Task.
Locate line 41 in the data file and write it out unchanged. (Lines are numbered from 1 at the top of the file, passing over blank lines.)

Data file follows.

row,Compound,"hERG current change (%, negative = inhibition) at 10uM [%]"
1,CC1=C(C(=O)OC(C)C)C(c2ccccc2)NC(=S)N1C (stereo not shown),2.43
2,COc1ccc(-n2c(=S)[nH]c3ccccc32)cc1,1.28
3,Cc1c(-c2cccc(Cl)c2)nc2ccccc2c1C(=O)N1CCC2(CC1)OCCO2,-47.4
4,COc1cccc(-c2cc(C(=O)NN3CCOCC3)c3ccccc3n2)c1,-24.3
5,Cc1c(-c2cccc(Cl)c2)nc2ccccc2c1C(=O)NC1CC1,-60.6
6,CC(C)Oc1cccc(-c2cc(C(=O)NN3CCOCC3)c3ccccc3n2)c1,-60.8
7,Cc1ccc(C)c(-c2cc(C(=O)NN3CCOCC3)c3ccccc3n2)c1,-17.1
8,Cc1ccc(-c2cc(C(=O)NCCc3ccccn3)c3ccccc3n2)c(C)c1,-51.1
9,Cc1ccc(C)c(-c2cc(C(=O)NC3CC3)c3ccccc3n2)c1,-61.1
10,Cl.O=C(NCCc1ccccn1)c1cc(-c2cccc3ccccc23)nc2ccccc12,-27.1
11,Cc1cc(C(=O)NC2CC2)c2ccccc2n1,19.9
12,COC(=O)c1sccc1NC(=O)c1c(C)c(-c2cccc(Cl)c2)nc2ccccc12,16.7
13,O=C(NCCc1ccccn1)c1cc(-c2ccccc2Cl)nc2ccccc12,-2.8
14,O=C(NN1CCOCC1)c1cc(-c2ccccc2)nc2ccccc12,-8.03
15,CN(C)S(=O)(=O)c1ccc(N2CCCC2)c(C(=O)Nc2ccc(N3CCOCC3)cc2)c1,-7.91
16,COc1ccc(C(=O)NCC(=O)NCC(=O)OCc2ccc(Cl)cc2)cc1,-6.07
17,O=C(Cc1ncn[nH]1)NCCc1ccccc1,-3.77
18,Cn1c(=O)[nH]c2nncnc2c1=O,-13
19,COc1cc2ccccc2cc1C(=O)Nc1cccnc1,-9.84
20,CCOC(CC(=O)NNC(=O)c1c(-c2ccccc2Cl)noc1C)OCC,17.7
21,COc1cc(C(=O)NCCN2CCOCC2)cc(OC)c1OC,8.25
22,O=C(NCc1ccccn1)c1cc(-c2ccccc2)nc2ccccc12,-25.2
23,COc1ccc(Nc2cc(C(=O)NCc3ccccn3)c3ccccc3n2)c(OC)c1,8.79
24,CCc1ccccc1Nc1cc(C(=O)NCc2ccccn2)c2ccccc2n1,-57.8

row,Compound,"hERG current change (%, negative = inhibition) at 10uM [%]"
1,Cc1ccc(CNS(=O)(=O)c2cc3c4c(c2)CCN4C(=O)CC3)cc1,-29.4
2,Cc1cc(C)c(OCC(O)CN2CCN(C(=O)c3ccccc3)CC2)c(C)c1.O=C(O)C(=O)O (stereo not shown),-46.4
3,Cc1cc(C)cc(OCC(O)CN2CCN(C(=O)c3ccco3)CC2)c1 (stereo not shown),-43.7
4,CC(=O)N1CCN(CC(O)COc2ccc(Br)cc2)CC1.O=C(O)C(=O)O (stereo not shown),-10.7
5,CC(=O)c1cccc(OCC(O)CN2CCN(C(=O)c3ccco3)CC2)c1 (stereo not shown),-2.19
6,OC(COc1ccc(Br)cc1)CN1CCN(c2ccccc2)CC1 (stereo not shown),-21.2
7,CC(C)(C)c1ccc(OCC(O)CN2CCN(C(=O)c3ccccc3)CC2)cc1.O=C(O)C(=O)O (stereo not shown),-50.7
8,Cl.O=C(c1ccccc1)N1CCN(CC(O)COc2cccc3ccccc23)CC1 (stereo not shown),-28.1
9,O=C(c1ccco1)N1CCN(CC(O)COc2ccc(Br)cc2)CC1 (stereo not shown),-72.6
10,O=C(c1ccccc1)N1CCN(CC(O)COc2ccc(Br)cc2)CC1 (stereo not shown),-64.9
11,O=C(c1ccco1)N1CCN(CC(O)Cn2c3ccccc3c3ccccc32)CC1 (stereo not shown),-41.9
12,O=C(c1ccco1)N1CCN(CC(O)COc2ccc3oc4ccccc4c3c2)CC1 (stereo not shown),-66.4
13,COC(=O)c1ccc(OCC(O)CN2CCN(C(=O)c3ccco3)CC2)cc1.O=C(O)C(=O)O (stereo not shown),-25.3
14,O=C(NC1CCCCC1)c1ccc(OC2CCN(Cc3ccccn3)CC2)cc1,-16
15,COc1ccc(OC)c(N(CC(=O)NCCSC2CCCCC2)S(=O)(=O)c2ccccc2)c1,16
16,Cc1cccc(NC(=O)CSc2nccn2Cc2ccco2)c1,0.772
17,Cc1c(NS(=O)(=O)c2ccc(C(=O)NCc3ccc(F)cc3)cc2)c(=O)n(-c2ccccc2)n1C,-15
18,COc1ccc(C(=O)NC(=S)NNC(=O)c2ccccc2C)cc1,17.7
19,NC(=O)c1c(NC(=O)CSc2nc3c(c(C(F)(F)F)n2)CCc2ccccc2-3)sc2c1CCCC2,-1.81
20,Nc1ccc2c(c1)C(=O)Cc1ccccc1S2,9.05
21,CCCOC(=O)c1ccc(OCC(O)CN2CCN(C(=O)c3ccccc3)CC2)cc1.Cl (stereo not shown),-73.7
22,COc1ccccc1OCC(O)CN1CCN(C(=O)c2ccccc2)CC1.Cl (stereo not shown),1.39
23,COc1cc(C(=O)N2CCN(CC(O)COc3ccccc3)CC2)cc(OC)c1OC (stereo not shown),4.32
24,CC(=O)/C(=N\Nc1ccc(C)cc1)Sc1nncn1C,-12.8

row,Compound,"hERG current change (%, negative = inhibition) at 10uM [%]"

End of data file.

15,COc1ccc(OC)c(N(CC(=O)NCCSC2CCCCC2)S(=O)(=O)c2ccccc2)c1,16